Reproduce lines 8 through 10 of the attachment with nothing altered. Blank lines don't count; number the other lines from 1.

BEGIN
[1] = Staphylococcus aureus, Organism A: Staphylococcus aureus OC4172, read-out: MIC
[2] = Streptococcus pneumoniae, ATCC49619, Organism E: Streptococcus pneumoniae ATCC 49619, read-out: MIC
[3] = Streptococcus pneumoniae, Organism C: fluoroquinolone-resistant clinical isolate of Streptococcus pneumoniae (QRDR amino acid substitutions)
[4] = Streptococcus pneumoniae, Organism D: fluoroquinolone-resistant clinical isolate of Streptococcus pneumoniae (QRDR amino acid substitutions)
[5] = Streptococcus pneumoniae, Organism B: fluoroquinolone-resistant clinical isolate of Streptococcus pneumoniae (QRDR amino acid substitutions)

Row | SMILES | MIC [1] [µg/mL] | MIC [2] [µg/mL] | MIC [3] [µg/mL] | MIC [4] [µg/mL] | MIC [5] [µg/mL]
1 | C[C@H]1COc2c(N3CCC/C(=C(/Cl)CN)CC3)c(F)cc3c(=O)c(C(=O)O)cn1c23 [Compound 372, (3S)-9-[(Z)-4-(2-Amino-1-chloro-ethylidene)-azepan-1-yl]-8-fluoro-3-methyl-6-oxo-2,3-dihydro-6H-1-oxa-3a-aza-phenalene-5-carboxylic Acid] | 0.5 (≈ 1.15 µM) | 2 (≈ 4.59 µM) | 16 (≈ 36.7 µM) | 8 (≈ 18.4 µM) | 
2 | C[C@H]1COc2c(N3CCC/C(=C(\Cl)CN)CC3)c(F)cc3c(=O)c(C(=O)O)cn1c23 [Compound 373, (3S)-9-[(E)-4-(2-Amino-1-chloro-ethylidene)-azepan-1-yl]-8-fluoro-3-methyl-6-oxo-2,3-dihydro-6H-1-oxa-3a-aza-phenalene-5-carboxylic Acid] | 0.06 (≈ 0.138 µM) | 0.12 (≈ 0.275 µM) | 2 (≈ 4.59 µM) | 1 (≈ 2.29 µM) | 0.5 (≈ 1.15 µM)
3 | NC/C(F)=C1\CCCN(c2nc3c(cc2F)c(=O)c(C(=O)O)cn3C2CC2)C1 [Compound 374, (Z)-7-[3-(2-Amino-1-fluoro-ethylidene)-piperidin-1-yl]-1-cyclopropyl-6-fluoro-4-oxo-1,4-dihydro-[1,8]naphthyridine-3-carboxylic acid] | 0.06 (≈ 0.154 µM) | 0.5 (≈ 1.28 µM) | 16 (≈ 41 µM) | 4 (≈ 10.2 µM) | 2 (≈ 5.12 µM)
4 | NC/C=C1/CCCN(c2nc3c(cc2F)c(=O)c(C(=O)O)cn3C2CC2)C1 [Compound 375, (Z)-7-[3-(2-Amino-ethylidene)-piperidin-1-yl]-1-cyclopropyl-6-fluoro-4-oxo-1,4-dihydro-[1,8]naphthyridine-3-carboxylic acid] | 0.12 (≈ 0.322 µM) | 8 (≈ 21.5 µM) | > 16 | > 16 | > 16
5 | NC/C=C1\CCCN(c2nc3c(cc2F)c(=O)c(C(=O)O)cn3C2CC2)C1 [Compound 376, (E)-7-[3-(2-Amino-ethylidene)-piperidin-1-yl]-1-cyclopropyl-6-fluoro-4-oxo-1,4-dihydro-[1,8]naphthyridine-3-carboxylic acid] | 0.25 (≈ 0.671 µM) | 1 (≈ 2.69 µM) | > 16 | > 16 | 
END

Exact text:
2 | C[C@H]1COc2c(N3CCC/C(=C(\Cl)CN)CC3)c(F)cc3c(=O)c(C(=O)O)cn1c23 [Compound 373, (3S)-9-[(E)-4-(2-Amino-1-chloro-ethylidene)-azepan-1-yl]-8-fluoro-3-methyl-6-oxo-2,3-dihydro-6H-1-oxa-3a-aza-phenalene-5-carboxylic Acid] | 0.06 (≈ 0.138 µM) | 0.12 (≈ 0.275 µM) | 2 (≈ 4.59 µM) | 1 (≈ 2.29 µM) | 0.5 (≈ 1.15 µM)
3 | NC/C(F)=C1\CCCN(c2nc3c(cc2F)c(=O)c(C(=O)O)cn3C2CC2)C1 [Compound 374, (Z)-7-[3-(2-Amino-1-fluoro-ethylidene)-piperidin-1-yl]-1-cyclopropyl-6-fluoro-4-oxo-1,4-dihydro-[1,8]naphthyridine-3-carboxylic acid] | 0.06 (≈ 0.154 µM) | 0.5 (≈ 1.28 µM) | 16 (≈ 41 µM) | 4 (≈ 10.2 µM) | 2 (≈ 5.12 µM)
4 | NC/C=C1/CCCN(c2nc3c(cc2F)c(=O)c(C(=O)O)cn3C2CC2)C1 [Compound 375, (Z)-7-[3-(2-Amino-ethylidene)-piperidin-1-yl]-1-cyclopropyl-6-fluoro-4-oxo-1,4-dihydro-[1,8]naphthyridine-3-carboxylic acid] | 0.12 (≈ 0.322 µM) | 8 (≈ 21.5 µM) | > 16 | > 16 | > 16